alexa Correlation of Absolute Eosinophil Count (AEC) and Body Mass Index (BMI) of MBBS Students in an Indian Scenario | Open Access Journals
ISSN: 2161-0940
Anatomy & Physiology: Current Research
Like us on:
Make the best use of Scientific Research and information from our 700+ peer reviewed, Open Access Journals that operates with the help of 50,000+ Editorial Board Members and esteemed reviewers and 1000+ Scientific associations in Medical, Clinical, Pharmaceutical, Engineering, Technology and Management Fields.
Meet Inspiring Speakers and Experts at our 3000+ Global Conferenceseries Events with over 600+ Conferences, 1200+ Symposiums and 1200+ Workshops on
Medical, Pharma, Engineering, Science, Technology and Business

Correlation of Absolute Eosinophil Count (AEC) and Body Mass Index (BMI) of MBBS Students in an Indian Scenario

Mahapatra AK1*, Panigrahi R2 and Pattnaik JR1

1Department of Physiology, Hi-Tech Medical College, Bhubaneswar, Odisha, India

2Department of Orthopaedics Hi-Tech Medical College, Bhubaneswar, Odisha, India

*Corresponding Author:
Amita Kumari Mahapatra
Assistant Professor, Department of Physiology, Hi-Tech Medical College
Bhubaneswar, Odisha, India
Tel: +91 9556747493
Fax: +916742371409
E-mail: [email protected]

Received date: May 25, 2016; Accepted date: June 08, 2016; Published date: June 16, 2016

Citation: Mahapatra AK, Panigrahi R, Pattnaik JR (2016) Correlation of Absolute Eosinophil Count (AEC) and Body Mass Index (BMI) of MBBS Students in an Indian Scenario. Anat Physiol 6: 226. doi:10.4172/2161-0940.1000226

Copyright: © 2016 Mahapatra AK, et al. This is an open-access article distributed under the terms of the Creative Commons Attribution License, which permits unrestricted use, distribution, and reproduction in any medium, provided the original author and source are credited.

Visit for more related articles at Anatomy & Physiology: Current Research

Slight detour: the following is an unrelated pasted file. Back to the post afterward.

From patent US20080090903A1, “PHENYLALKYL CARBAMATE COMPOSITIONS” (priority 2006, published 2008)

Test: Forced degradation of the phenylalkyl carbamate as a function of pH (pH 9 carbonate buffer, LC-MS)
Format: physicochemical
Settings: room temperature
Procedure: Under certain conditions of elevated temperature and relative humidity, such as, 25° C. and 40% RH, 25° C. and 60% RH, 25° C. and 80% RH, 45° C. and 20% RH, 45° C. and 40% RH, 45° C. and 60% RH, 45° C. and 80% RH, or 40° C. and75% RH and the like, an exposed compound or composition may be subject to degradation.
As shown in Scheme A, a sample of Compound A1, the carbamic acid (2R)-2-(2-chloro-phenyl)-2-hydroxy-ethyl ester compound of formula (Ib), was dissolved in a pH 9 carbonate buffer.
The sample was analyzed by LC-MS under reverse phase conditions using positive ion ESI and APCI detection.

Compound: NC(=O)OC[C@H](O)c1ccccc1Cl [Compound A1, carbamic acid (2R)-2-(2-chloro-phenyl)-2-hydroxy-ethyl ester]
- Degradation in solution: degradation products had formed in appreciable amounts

Abstract

Background: Obesity is a fastest growing problem attaining epidemiological proportion worldwide. It is associated with an increased risk of premature death due to many allergic diseases. The present study is attempted to find any correlation between Absolute eosinophil count and body mass index (BMI). Methods: The Study was conducted at the Dept. of physiology, Hi-Tech Medical College, Bhubaneswar, Odisha during the year: 2015-2016. Total no of persons subjected to the study was 50. All subjects were MBBS students in the age group of 18-25 years old of both the sexes. Study group has BMI>25 and control has BMI<25. Their Absolute eosinophil count (AEC) was done by using Pilot’s solution. Results: Mean Absolute eosinophil count in male study group is 360 with a standard deviation of 85.95 and in control group it is 296 ± 26.50 and it is statistically highly significant. Mean absolute eosinophil count in female study group is 408.33 ± 62.42 and in control group it is 295 ± 36.74 which is highly significant. Conclusion: In our study we have found significantly high absolute eosinophil count in study group having body mass index>25 and this is highly significant in female study group.

Keywords

Correlation; BMI; AEC

Introduction

Obesity is a fastest growing problem attaining epidemiological proportion worldwide [1]. In USA 55% of the population are overweight and 22% are obese making it a public health problem [2]. In India, incidences of obesity in young adults are also increasing. It is associated with an increased risk of premature death due to many allergic diseases. The epidemics of allergies in the developed countries have lent urgency to the question to understand the pathogenesis of these chronic inflammatory diseases that is associated with eosinophilia [3].